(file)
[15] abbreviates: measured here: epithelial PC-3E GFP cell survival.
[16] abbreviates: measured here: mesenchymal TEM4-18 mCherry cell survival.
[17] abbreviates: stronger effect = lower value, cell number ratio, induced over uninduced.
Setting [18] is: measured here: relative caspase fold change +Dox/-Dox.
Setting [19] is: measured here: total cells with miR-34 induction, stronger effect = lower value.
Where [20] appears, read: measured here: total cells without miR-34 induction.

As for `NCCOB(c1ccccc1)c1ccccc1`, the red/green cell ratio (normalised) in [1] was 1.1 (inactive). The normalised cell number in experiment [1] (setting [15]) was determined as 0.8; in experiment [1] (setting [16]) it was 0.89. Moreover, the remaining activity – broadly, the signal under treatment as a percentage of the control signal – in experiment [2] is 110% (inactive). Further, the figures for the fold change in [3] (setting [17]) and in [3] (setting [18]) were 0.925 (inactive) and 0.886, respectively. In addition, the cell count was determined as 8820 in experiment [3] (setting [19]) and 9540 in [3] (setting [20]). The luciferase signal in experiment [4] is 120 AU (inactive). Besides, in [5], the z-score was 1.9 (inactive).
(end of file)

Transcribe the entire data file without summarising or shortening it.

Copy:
[15] abbreviates: measured here: epithelial PC-3E GFP cell survival.
[16] abbreviates: measured here: mesenchymal TEM4-18 mCherry cell survival.
[17] abbreviates: stronger effect = lower value, cell number ratio, induced over uninduced.
Setting [18] is: measured here: relative caspase fold change +Dox/-Dox.
Setting [19] is: measured here: total cells with miR-34 induction, stronger effect = lower value.
Where [20] appears, read: measured here: total cells without miR-34 induction.

As for `NCCOB(c1ccccc1)c1ccccc1`, the red/green cell ratio (normalised) in [1] was 1.1 (inactive). The normalised cell number in experiment [1] (setting [15]) was determined as 0.8; in experiment [1] (setting [16]) it was 0.89. Moreover, the remaining activity – broadly, the signal under treatment as a percentage of the control signal – in experiment [2] is 110% (inactive). Further, the figures for the fold change in [3] (setting [17]) and in [3] (setting [18]) were 0.925 (inactive) and 0.886, respectively. In addition, the cell count was determined as 8820 in experiment [3] (setting [19]) and 9540 in [3] (setting [20]). The luciferase signal in experiment [4] is 120 AU (inactive). Besides, in [5], the z-score was 1.9 (inactive).